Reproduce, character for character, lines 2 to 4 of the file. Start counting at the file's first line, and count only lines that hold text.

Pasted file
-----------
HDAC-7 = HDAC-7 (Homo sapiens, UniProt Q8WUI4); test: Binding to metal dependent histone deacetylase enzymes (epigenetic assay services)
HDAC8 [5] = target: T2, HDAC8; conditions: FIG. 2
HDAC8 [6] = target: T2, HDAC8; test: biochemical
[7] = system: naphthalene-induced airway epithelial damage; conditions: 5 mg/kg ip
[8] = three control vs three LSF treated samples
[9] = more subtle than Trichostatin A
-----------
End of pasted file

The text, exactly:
HDAC8 [5] = target: T2, HDAC8; conditions: FIG. 2
HDAC8 [6] = target: T2, HDAC8; test: biochemical
[7] = system: naphthalene-induced airway epithelial damage; conditions: 5 mg/kg ip